# TikZ: shade also the border of a node

I would like to shade a node and the border of the node.

The following code works but I don't like it very much that I have to draw something after the node on the background layer. I would prefer a solution which can be used in a style and used on the node directly. Has someone a good idea?

\documentclass{scrartcl}
\usepackage[T1]{fontenc}
\usepackage[utf8]{inputenc}

\usepackage{tikz}
\usetikzlibrary{backgrounds}
\usetikzlibrary{calc}

\tikzset{
shrink inner sep/.code={
\pgfkeysgetvalue{/pgf/inner xsep}{\currentinnerxsep}
\pgfkeysgetvalue{/pgf/inner ysep}{\currentinnerysep}
\pgfkeyssetvalue{/pgf/inner xsep}{\currentinnerxsep - 0.5\pgflinewidth}
\pgfkeyssetvalue{/pgf/inner ysep}{\currentinnerysep - 0.5\pgflinewidth}
}}
\begin{document}
\begin{tikzpicture}
\draw (0,0) node[rectangle,
rounded corners,
thick,
outer sep=0pt,
shrink inner sep,
left color=red!50!white,
right color=green!50!white
](A){abcabc abc};
\begin{scope}[on background layer]
left color = red,
right color= green,
thick,
rounded corners=4pt+\pgflinewidth]
($(A.south west)+(-\pgflinewidth,-\pgflinewidth)$) rectangle
($(A.north east)+(\pgflinewidth,\pgflinewidth)$)
;
\end{scope};
\end{tikzpicture}

\begin{tikzpicture}
\draw (0,0) node[rectangle,
rounded corners,
fill=red!50!white,
draw=red,
thick
](A){abcabc abc};
\end{tikzpicture}

\begin{tikzpicture}
\draw (0,0) node[rectangle,
rounded corners,
left color=red!50!white,
right color=green!50!white,
draw=red,
thick
](A){abcabc abc};
\end{tikzpicture}
\end{document}


-

This may be a possible approach; two styles have been defined:

• horizontal shaded border which receives as arguments the left and right color: horizontal shaded border=red and green
• vertical shaded border which receives as arguments the top and bottom color: vertical shaded border=blue and orange

The code:

\documentclass[tikz,border=10pt,png]{standalone}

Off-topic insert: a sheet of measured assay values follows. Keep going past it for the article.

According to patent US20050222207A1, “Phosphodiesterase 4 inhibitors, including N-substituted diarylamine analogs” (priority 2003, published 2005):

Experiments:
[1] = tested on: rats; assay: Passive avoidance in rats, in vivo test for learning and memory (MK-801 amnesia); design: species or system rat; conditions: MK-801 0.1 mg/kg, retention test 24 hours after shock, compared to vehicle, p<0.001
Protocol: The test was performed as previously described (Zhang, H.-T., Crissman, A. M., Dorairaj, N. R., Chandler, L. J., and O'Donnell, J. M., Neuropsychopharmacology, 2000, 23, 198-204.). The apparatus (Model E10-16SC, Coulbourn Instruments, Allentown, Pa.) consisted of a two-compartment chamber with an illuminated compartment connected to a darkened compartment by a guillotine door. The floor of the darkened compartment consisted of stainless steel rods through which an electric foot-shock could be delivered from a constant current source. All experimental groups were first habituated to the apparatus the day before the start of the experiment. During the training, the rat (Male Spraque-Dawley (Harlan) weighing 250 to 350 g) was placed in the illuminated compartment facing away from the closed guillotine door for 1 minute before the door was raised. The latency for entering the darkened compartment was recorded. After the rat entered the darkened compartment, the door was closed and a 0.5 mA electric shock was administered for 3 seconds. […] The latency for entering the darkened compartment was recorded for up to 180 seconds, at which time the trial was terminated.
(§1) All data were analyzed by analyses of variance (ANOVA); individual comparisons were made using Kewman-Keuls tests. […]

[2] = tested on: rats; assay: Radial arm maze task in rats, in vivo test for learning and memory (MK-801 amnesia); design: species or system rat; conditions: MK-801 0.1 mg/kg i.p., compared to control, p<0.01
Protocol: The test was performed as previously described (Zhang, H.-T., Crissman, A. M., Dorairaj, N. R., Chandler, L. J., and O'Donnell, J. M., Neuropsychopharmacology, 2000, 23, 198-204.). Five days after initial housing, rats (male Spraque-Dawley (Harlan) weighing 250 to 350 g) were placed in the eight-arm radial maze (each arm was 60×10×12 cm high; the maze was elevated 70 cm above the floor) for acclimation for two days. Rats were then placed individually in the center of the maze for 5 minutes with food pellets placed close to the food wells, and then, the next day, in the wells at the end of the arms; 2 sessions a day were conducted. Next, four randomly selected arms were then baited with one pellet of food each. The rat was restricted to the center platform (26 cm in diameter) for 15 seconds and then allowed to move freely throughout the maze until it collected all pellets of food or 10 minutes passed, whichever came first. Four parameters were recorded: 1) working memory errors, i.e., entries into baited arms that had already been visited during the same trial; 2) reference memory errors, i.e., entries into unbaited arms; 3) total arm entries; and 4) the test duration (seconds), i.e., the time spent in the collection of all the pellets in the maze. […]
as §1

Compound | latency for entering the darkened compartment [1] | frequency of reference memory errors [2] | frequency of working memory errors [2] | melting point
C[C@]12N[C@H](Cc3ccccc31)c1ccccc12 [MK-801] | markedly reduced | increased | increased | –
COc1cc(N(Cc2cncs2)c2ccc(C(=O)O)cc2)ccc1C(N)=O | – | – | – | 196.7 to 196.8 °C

\usepackage{tikz}
\usetikzlibrary{calc}
\begin{document}
\tikzset{
shrink inner sep/.code={
\pgfkeysgetvalue{/pgf/inner xsep}{\currentinnerxsep}
\pgfkeysgetvalue{/pgf/inner ysep}{\currentinnerysep}
\pgfkeyssetvalue{/pgf/inner xsep}{\currentinnerxsep - 0.5\pgflinewidth}
\pgfkeyssetvalue{/pgf/inner ysep}{\currentinnerysep - 0.5\pgflinewidth}
}
}

\tikzset{horizontal shaded border/.style args={#1 and #2}{
append after command={
\pgfextra{%
\begin{pgfinterruptpath}
\path[rounded corners,left color=#1,right color=#2]
($(\tikzlastnode.south west)+(-\pgflinewidth,-\pgflinewidth)$)
rectangle
($(\tikzlastnode.north east)+(\pgflinewidth,\pgflinewidth)$);
\end{pgfinterruptpath}
}
}
},
vertical shaded border/.style args={#1 and #2}{
append after command={
\pgfextra{%
\begin{pgfinterruptpath}
\path[rounded corners,top color=#1,bottom color=#2]
($(\tikzlastnode.south west)+(-\pgflinewidth,-\pgflinewidth)$)
rectangle
($(\tikzlastnode.north east)+(\pgflinewidth,\pgflinewidth)$);
\end{pgfinterruptpath}
}
}
}
}
\begin{tikzpicture}
\draw (0,0) node[rectangle,
rounded corners,
thick,
outer sep=0pt,
shrink inner sep,
left color=red!50!white,
right color=green!50!white,
](A){abcabc abc};
\draw (2.5,0) node[rectangle,
rounded corners,
thick,